This is not a knock on the credibility of their work. The Trump administration has and will likely continue to fill that role and confront the press when they feel a story is inaccurately reported.  (I actually happen to like many members of the press corps and folks at mainstream outlets)

But while the facts of any given story can be argued, the bias is clear, and the Flynn episode is the latest proof.

Assuming Flynn really did discuss the administration’s willingness to reevaluate the sanctions (the transcripts haven’t been made public, after all), it is no worse than President Obama openly telling the Russian president on a hot mic that he will be more flexible after his election.

Not only is the media not treating it the same, but it is unimaginable that there are more pundits panicking over an allegation that the president’s future employee had a passive conversation with an ambassador than there was when the elected leader of our government colluded on camera with the leader of the Russian government to mislead the public on his true intentions until after an election.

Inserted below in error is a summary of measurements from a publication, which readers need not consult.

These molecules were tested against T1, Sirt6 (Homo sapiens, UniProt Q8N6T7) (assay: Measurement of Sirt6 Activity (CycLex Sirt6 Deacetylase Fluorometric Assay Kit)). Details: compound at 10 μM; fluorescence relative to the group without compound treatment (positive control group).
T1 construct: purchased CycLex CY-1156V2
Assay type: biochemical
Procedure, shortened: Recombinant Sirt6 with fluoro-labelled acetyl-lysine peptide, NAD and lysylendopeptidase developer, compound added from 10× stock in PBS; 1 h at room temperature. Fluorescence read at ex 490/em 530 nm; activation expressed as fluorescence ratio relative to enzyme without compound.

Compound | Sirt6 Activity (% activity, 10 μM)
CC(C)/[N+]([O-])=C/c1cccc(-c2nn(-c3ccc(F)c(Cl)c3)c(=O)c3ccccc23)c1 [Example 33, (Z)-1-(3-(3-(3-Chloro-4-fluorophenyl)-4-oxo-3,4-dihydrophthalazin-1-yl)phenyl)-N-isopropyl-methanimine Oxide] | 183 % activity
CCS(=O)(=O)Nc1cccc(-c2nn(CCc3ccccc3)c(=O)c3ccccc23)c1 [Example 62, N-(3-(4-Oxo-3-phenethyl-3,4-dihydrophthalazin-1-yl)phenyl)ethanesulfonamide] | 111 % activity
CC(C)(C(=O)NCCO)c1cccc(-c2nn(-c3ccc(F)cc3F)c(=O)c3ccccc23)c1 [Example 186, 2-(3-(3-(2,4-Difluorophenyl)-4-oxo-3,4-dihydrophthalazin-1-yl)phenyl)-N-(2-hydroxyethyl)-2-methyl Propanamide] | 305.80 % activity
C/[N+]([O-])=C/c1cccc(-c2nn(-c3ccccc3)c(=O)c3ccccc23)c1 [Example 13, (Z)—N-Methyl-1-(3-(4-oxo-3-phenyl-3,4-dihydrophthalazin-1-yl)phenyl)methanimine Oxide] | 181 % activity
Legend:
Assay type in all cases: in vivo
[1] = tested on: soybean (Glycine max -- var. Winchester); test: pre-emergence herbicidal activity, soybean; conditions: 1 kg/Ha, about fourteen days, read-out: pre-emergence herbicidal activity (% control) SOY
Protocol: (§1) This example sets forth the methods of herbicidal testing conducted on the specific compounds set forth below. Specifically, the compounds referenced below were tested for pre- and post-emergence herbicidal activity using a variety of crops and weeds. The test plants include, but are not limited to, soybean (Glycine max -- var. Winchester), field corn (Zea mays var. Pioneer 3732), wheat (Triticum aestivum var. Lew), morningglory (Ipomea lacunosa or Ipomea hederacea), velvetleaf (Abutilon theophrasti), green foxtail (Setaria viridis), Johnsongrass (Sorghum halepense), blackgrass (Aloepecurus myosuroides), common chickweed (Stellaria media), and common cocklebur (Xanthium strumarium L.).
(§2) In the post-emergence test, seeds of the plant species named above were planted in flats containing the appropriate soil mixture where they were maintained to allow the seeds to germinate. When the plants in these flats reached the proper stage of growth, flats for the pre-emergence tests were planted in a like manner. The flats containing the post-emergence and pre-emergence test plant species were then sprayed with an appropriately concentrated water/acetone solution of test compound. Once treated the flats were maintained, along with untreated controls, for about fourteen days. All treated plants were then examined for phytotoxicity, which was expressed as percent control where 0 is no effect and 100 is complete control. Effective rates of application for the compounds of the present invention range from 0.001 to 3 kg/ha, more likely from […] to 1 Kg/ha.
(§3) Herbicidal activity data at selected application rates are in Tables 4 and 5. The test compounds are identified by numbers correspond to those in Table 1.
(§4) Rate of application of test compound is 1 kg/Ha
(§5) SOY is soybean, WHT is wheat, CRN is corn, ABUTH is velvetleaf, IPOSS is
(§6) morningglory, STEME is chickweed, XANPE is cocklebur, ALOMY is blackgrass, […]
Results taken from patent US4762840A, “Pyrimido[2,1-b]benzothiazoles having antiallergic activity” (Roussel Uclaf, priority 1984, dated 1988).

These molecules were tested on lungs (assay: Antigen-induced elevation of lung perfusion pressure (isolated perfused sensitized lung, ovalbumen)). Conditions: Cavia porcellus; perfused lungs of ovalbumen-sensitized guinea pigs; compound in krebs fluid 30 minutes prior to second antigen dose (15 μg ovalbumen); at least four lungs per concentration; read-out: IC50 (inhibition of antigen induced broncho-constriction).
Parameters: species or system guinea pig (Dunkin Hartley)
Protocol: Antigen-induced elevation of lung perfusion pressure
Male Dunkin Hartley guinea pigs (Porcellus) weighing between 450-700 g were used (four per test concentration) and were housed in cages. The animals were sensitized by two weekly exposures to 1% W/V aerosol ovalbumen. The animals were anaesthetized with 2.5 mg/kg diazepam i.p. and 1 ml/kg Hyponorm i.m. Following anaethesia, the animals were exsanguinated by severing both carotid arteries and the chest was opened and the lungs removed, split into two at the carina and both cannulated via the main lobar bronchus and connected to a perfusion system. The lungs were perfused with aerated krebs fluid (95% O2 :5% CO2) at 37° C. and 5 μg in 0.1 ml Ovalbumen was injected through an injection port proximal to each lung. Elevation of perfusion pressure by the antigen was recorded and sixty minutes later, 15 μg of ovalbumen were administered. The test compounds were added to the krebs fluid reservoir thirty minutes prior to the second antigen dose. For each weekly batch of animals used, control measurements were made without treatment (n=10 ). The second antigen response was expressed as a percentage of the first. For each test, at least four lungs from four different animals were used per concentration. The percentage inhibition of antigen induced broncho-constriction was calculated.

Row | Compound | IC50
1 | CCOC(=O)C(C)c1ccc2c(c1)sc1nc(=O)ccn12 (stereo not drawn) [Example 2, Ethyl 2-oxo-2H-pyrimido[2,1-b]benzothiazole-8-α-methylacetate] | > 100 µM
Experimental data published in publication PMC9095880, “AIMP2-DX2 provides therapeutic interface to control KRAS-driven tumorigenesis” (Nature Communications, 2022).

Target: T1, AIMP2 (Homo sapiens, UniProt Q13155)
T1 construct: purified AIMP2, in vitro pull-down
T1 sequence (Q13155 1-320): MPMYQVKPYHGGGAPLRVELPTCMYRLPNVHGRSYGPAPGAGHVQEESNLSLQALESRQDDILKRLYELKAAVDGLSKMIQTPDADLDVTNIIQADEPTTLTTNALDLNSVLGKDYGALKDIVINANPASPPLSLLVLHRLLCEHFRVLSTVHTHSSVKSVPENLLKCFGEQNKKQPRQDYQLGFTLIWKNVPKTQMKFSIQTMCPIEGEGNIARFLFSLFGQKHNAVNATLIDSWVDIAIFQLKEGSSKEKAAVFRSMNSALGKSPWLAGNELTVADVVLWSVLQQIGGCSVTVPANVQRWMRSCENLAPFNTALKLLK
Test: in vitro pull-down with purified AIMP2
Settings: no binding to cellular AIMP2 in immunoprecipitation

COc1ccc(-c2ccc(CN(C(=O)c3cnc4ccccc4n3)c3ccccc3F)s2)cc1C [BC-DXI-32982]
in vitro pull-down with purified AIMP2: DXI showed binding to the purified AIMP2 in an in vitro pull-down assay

We also see this bias with the coverage of the potential Russian hacking during the election.  This is not to say that this isn’t a serious matter, but the headlines, stories, and hysterics do not meet the facts we can confirm.

If you don’t believe that this occurs, watch the video of a New York Times columnist on MSNBC claiming that the hacking of individuals associated with the Clinton campaign is on par with 9/11 and Pearl Harbor …. seriously.

Facing these types of double standards like at every turn, it is no surprise that the administration is trying to pull an end-around on the mainstream media.

To combat this, the largest news outlets are falling back on two things: First, they conflate the president’s accountability to the public with an accountability to the press corps; and second, on their self-insistence of impartiality as a way to tell news consumers that they alone are the guardians of some objective public duty.